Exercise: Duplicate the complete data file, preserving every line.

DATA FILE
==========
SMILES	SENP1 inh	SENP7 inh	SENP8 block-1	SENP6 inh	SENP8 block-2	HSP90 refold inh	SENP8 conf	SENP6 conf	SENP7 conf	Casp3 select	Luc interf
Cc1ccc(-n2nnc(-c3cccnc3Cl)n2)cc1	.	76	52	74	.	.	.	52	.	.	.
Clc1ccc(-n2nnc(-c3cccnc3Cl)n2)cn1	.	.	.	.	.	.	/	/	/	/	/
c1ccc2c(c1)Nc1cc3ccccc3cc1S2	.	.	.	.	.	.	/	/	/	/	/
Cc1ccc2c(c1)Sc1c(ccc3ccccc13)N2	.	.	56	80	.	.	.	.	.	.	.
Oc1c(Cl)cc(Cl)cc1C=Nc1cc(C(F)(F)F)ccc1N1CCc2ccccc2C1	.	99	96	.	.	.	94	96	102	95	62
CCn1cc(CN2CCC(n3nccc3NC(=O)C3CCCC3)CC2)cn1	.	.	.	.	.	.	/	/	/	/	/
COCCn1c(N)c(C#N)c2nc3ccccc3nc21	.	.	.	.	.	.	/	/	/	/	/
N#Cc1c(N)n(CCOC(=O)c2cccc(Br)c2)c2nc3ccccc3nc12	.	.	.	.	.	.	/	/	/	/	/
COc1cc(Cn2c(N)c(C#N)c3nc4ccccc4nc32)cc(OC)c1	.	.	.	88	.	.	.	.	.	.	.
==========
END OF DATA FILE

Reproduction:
SMILES	SENP1 inh	SENP7 inh	SENP8 block-1	SENP6 inh	SENP8 block-2	HSP90 refold inh	SENP8 conf	SENP6 conf	SENP7 conf	Casp3 select	Luc interf
Cc1ccc(-n2nnc(-c3cccnc3Cl)n2)cc1	.	76	52	74	.	.	.	52	.	.	.
Clc1ccc(-n2nnc(-c3cccnc3Cl)n2)cn1	.	.	.	.	.	.	/	/	/	/	/
c1ccc2c(c1)Nc1cc3ccccc3cc1S2	.	.	.	.	.	.	/	/	/	/	/
Cc1ccc2c(c1)Sc1c(ccc3ccccc13)N2	.	.	56	80	.	.	.	.	.	.	.
Oc1c(Cl)cc(Cl)cc1C=Nc1cc(C(F)(F)F)ccc1N1CCc2ccccc2C1	.	99	96	.	.	.	94	96	102	95	62
CCn1cc(CN2CCC(n3nccc3NC(=O)C3CCCC3)CC2)cn1	.	.	.	.	.	.	/	/	/	/	/
COCCn1c(N)c(C#N)c2nc3ccccc3nc21	.	.	.	.	.	.	/	/	/	/	/
N#Cc1c(N)n(CCOC(=O)c2cccc(Br)c2)c2nc3ccccc3nc12	.	.	.	.	.	.	/	/	/	/	/
COc1cc(Cn2c(N)c(C#N)c3nc4ccccc4nc32)cc(OC)c1	.	.	.	88	.	.	.	.	.	.	.